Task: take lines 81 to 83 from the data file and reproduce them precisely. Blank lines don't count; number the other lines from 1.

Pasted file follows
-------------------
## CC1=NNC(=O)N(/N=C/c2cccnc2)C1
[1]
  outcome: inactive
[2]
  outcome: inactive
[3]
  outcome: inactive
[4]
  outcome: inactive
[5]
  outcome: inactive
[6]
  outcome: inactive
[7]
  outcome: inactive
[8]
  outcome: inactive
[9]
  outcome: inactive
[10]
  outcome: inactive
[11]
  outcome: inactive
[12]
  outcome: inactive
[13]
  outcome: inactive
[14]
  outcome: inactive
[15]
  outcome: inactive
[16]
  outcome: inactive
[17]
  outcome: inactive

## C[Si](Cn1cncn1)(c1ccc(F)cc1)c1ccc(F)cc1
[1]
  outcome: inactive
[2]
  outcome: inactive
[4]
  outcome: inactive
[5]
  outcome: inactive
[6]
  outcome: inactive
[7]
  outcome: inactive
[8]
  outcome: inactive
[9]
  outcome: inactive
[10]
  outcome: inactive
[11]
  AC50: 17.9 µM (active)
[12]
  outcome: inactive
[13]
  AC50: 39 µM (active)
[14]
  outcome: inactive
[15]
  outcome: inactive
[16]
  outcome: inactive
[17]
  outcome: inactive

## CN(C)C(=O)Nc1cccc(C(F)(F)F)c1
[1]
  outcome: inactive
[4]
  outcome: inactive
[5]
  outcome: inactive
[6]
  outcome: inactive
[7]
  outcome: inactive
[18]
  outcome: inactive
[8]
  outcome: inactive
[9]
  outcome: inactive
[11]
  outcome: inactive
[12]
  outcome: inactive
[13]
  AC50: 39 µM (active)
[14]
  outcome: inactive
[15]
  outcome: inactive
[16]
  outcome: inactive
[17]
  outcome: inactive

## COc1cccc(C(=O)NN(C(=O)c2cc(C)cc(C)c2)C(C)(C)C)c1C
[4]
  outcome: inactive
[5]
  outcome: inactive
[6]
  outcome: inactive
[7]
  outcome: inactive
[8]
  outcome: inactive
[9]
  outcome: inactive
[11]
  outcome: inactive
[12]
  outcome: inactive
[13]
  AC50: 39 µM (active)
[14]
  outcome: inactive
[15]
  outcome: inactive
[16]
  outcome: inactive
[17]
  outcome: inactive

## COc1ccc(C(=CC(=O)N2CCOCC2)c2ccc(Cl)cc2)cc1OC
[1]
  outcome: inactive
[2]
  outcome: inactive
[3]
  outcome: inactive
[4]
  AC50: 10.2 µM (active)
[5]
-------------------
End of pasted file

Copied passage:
  outcome: inactive
[8]
  outcome: inactive